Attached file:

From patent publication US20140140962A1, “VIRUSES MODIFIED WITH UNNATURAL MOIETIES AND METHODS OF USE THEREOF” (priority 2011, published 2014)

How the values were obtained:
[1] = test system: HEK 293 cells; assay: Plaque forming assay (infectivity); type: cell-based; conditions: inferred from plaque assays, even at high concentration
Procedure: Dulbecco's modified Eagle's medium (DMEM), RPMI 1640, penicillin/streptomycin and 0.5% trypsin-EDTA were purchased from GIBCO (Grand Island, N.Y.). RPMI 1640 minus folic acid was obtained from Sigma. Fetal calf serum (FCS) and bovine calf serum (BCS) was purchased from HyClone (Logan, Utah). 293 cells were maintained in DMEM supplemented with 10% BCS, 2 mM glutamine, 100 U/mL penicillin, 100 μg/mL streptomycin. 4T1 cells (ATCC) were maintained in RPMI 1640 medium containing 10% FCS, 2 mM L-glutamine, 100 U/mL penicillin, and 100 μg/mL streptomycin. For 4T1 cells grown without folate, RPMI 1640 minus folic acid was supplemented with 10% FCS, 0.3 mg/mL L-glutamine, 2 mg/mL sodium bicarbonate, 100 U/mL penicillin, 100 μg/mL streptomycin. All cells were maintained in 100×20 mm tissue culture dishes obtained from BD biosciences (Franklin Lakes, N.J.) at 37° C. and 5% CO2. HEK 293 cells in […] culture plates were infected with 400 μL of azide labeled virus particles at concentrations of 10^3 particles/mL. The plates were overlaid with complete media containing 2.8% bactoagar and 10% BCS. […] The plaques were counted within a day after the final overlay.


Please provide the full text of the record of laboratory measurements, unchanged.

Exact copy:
From patent publication US20140140962A1, “VIRUSES MODIFIED WITH UNNATURAL MOIETIES AND METHODS OF USE THEREOF” (priority 2011, published 2014)

How the values were obtained:
[1] = test system: HEK 293 cells; assay: Plaque forming assay (infectivity); type: cell-based; conditions: inferred from plaque assays, even at high concentration
Procedure: Dulbecco's modified Eagle's medium (DMEM), RPMI 1640, penicillin/streptomycin and 0.5% trypsin-EDTA were purchased from GIBCO (Grand Island, N.Y.). RPMI 1640 minus folic acid was obtained from Sigma. Fetal calf serum (FCS) and bovine calf serum (BCS) was purchased from HyClone (Logan, Utah). 293 cells were maintained in DMEM supplemented with 10% BCS, 2 mM glutamine, 100 U/mL penicillin, 100 μg/mL streptomycin. 4T1 cells (ATCC) were maintained in RPMI 1640 medium containing 10% FCS, 2 mM L-glutamine, 100 U/mL penicillin, and 100 μg/mL streptomycin. For 4T1 cells grown without folate, RPMI 1640 minus folic acid was supplemented with 10% FCS, 0.3 mg/mL L-glutamine, 2 mg/mL sodium bicarbonate, 100 U/mL penicillin, 100 μg/mL streptomycin. All cells were maintained in 100×20 mm tissue culture dishes obtained from BD biosciences (Franklin Lakes, N.J.) at 37° C. and 5% CO2. HEK 293 cells in […] culture plates were infected with 400 μL of azide labeled virus particles at concentrations of 10^3 particles/mL. The plates were overlaid with complete media containing 2.8% bactoagar and 10% BCS. […] The plaques were counted within a day after the final overlay.